Tourists lose their drones and phones

BANGKOK, 16 January 2020: Tourist visiting Thailand and its neighbours have been reminded they need permits to fly drones and engage in aerial photography, and there are still sensitive no-go zones.

Thailand, Myanmar, Laos and Cambodia all have introduced strict registration rules and laws forbidding the use of drones without prior approval.

The warnings followed the arrest of two Chinese tourists on Monday for flying a camera-equipped drone above the Royal Palace’s forbidden areas.

The Phnom Penh Post reported Wednesday that two Chinese tourists were caught red-handed as they navigated a camera-equipped drone above the Royal Palace’s no-fly zone.

Officials said drone and photography equipment was confiscated, but the two tourists were released after they were given a dressing down and lectured on the country’s strict rules on drone registration.

According to the Post, police seized a Chinese-made DJI drone, two iPhones, two intelligent flight batteries, a  remote control, a Nikon camera and a Godox on-camera flash kit.

The tourists claimed they were unaware that drones were forbidden in the Royal Palace area and claimed they had not seen the signs banning drone flights.

Cambodia introduced rules limiting the use of drones after an incident in 2015 when a German tourist and freelance journalist flew a drone over the royal residence’s courtyard “which took Queen Mother Norodom Monineath Sihanouk by surprise during an evening stroll”.

Rules are also strict in Thailand, Myanmar and Laos. According to Thailand’s national aviation authority, the Civil Aviation Authority of Thailand (CAAT), flying a drone is legal in Thailand, but owners must be compliant with drone regulations listed below.

Rules for flying a drone in Thailand

Drones must be registered if they have a camera,  Weigh 2 kg or more.

Drones weighing more than 25 kg (55 pounds) must be registered with the Minister of Transport.

Drone pilots must maintain a visual line of sight with their drone at all times.

Drones must not be flown close to commercial or military aircraft, close to any person, vehicle, construction sites, or buildings at a distance less than 30 metres horizontally.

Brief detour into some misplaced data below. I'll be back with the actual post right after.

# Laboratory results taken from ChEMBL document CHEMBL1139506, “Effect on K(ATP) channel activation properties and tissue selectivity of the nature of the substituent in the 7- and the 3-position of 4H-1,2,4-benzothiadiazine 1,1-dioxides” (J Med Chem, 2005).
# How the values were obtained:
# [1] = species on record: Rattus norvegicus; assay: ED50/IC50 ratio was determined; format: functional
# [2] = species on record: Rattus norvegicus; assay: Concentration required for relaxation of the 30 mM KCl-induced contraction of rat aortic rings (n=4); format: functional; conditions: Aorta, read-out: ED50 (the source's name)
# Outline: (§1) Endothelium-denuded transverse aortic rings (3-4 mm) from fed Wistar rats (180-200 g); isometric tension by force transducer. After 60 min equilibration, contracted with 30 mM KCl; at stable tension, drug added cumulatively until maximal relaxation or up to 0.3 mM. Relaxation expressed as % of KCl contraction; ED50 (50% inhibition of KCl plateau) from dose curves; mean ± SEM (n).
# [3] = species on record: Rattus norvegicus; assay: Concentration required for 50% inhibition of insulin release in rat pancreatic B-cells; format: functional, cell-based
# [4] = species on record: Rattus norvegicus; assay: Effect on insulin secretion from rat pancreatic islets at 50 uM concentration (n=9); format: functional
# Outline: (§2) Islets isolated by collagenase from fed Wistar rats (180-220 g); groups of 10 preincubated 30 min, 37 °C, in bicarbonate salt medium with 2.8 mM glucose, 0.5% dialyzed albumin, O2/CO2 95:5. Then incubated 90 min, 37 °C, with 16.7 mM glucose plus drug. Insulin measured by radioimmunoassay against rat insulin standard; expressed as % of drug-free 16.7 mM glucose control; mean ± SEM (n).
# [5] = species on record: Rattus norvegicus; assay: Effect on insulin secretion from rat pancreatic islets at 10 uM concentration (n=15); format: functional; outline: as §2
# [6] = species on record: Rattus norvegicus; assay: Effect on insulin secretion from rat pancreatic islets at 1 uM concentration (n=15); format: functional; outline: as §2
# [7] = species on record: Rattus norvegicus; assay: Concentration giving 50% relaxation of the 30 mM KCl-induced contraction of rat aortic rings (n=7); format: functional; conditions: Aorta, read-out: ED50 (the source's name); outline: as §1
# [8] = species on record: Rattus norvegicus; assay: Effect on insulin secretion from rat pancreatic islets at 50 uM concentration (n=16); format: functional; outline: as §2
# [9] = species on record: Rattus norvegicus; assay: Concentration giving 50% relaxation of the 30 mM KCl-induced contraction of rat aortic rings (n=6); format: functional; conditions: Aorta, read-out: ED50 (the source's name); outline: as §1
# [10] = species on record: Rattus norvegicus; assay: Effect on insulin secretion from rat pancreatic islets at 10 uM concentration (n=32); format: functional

Drones must not be flown in restricted areas without authorisation, within 9 km from an airport or temporary airfield. Even with authorisation, the flight path height should not exceed 90 metres (295 feet).

1 COMMENT

  1. What are the rules in Myanmar, Laos, Cambodia and Vietnam? So far, only the regulations in Thailand are clear – which is that drones are allowed, but must have the requisite permits and have some restrictions.

    As usual, these less developed countries have not come up with anything concrete that one can find on the internet, other than bans on flying in Phnom Penh and Siem Reap. Some sites claim you can freely fly drones elsewhere in the country but whether this is really true is unknown, because there is no information from the Cambodian authorities to corroborate this.

    In Laos, it’s also unknown – drones being imported through the Nam Ngeun checkpoint in Saiyabuli province may be confiscated, but elsewhere you can bring them in as long as you are discrete and no baggage checks are made. In general, Laos is known to conduct baggage checks at smaller checkpoints but not at larger, busier ones.

    Ditto for Myanmar – no baggage checks are made at land borders with Thailand so bringing one in that way is no problem but there are no rules about the legalities of flying one that are published anywhere. I would avoid Bagan, Naypyidaw and Yangon of course, but what about in the remote countryside? I’d like to see some up-to-date information. Drones brought in through Yangon airport may be retained by customs and returned on exit – a problem if you intend on exiting a different way.

    In Vietnam, drones are retained by customs upon arrival at Danang international airport. Problematic if you intend to leave a different way. No idea what happens at other airports or land borders – Vietnam scans all incoming luggage at every border, unlike some of it’s neighbors so it could be risky, but without a proper source to know the exact regulations, it again creates difficulties for travelers.

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